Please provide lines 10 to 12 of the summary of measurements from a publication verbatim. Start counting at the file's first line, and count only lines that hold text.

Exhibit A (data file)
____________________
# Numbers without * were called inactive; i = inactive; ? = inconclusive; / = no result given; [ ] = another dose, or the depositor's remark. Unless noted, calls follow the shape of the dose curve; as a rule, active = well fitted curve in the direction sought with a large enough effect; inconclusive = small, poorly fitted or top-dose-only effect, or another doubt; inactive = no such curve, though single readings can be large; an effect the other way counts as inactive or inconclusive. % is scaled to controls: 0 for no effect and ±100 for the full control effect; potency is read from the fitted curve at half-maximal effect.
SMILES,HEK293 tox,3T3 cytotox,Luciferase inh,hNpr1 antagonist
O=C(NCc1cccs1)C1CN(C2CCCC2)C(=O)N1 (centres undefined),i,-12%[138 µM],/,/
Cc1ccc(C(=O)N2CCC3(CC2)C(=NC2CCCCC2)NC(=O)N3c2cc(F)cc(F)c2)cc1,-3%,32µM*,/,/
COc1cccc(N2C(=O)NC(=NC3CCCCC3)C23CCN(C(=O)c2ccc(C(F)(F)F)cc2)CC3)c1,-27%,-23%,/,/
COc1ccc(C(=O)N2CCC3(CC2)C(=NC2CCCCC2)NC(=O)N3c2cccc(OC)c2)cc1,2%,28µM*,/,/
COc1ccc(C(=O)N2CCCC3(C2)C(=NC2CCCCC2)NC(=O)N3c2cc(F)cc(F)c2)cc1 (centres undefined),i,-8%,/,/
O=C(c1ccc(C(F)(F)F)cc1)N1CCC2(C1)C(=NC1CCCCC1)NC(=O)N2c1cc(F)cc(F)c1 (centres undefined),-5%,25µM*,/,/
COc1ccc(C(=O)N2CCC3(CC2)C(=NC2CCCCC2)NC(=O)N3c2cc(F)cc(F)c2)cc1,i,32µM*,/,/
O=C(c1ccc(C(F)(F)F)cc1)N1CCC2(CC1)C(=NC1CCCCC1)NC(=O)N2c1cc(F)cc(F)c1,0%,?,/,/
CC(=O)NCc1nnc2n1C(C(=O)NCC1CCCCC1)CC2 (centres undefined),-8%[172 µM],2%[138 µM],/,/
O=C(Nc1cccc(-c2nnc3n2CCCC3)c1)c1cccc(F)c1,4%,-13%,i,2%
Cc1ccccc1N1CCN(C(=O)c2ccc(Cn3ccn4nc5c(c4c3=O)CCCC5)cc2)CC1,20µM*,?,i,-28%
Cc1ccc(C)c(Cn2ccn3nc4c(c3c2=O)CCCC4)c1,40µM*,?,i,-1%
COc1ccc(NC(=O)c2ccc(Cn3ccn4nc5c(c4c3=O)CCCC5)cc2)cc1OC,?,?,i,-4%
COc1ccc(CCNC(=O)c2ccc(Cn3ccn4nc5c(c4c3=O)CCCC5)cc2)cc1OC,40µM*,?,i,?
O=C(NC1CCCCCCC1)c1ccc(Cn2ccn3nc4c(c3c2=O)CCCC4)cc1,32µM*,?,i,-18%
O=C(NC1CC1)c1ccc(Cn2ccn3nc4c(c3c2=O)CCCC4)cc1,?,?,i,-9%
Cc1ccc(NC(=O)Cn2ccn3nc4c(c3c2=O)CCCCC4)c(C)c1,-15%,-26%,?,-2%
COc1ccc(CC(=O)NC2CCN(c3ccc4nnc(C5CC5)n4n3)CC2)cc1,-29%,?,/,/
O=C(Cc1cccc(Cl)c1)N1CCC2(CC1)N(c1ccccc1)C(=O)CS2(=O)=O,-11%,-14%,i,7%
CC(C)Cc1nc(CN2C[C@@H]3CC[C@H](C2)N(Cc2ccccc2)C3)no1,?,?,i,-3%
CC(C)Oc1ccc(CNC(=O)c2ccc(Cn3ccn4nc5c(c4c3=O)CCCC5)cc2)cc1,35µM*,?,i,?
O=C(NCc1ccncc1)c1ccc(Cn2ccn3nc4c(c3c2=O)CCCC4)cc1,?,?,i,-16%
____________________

O=C(c1ccc(C(F)(F)F)cc1)N1CCC2(CC1)C(=NC1CCCCC1)NC(=O)N2c1cc(F)cc(F)c1,0%,?,/,/
CC(=O)NCc1nnc2n1C(C(=O)NCC1CCCCC1)CC2 (centres undefined),-8%[172 µM],2%[138 µM],/,/
O=C(Nc1cccc(-c2nnc3n2CCCC3)c1)c1cccc(F)c1,4%,-13%,i,2%